Whither Evangelical Purity Culture? Thoughts on the Legacy of a Lost Pastor

Repenting of his past legalism, Joshua Harris is leaving the faith, to which he did unintentional but great harm.

If you don’t live in Evangelical-world, you probably missed this news. An influential Evangelical author and pastor named Joshua Harris announced on Saturday that he was in the process of “deconstruction.” His statement was clear. “By all the measurements I have for defining a Christian,” he said, “I am not a Christian.” He apologized to the LGBT community for not affirming gay marriage and for the ways that his writing and speaking “contributed to a culture of exclusion and bigotry.”

For Christians, it’s a sad statement, but it’s also full of real integrity. Rather than try to jam Christianity into his evolving worldview, he respects orthodoxy by opting out.

Harris burst into prominence as a young Christian with every author’s dream: a giant, influential first-book bestseller. It was called I Kissed Dating Goodbye, and it sold almost a million copies. If anything, however, the sales numbers understated its influence. It was part of the foundation of Evangelical “purity culture,” and it revolutionized parenting and dating for countless Christian parents and families.

I remember it well. I was a youth pastor for a few memorable months at the height of the courtship craze. The year was 1998, I was a youth volunteer at a small church in Georgetown, Ky., when our youth pastor left. Until we could find a new youth pastor, I was in charge. I preached the youth service every week, I led the youth Sunday school, and I led the youth prayer groups. I was also a commercial litigator in a big law firm, and suddenly I had two full-time jobs. It was one of the best times of my life.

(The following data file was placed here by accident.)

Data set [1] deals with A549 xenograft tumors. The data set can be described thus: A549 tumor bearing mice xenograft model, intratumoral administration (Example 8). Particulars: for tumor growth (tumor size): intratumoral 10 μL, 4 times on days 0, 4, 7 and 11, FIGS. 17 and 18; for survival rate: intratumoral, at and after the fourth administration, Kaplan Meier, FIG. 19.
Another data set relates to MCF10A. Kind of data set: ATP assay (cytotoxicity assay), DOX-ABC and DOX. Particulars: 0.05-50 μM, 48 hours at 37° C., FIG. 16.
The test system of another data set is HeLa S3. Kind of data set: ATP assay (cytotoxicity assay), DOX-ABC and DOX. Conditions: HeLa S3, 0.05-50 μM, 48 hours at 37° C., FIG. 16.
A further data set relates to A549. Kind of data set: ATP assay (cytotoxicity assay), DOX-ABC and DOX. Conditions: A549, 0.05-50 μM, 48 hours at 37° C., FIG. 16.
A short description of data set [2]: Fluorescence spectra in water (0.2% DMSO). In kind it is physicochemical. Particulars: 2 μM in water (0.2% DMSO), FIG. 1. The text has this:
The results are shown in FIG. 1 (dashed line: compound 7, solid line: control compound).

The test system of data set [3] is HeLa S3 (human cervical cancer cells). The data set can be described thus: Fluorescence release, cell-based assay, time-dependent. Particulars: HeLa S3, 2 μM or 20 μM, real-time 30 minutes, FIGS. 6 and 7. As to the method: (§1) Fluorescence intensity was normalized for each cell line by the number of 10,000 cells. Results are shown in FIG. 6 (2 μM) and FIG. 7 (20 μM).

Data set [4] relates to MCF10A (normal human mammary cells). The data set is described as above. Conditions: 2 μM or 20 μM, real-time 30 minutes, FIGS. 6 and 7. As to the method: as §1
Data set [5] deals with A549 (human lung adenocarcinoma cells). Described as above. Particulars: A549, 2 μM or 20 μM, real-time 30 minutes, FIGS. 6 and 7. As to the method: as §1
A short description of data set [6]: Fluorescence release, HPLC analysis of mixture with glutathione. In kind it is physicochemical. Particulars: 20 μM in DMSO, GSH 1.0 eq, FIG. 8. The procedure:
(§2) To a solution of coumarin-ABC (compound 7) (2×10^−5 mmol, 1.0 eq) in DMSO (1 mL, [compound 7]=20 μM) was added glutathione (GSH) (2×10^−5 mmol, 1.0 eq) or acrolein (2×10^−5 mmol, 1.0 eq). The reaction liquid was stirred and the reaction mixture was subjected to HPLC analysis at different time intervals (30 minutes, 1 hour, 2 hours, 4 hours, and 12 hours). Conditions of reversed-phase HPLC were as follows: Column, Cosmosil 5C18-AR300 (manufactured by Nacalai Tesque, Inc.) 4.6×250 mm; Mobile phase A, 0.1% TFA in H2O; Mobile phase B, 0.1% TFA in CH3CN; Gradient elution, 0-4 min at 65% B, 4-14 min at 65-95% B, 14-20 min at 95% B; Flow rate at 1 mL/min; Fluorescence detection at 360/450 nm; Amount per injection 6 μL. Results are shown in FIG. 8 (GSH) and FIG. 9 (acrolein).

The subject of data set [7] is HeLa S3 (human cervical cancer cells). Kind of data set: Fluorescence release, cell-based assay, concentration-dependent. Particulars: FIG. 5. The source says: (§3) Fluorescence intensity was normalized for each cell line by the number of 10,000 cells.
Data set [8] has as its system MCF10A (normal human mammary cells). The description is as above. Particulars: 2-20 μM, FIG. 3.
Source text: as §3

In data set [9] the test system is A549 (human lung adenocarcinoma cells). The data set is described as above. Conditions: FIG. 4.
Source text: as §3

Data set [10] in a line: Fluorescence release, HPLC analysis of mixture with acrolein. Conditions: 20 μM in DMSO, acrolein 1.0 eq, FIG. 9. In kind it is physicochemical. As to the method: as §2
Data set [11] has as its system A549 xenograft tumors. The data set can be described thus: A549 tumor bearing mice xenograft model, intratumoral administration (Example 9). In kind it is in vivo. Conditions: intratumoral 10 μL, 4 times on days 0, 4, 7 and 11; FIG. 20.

But we also had a problem. The youth ministry had gone all-in on purity culture. The previous youth pastor had even declared “no date ’98,” placing a moratorium on every kid in the youth group: not even a single date for the entire year. When it came to relationships, it would be “courtship” (tersely defined as parental-supervised visits and outings) or nothing.

This wasn’t wanton repression or cruelty. Many parents had entered adulthood wounded by past broken relationships. They regretted the mistakes of their youth and desperately wanted their kids to avoid similar heartbreak. Also — and this is crucial for understanding purity culture — they fervently believed in a specific earthly reward for their child’s youthful obedience. Courtship represented the best method of ensuring a healthy, sexually vibrant marriage to a faithful spouse.

This is what writer Katelyn Beaty called the “sexual prosperity gospel,” an “if/then” transactional relationship with God that manufactures a series of promises from scripture and then creates a form of Christian entitlement and expectation. “I did what you asked, Lord, now may I see my reward?”

Beaty’s critique is well taken, and it’s certainly true that purity culture built a series of (often wildly unrealistic) expectations about the marriage relationship that awaited kids who courted. But I think it did something even darker — in its effect (if not its intent), it reversed the gospel message, teaching Christian kids that they risked being defined by their sins, not by Christ.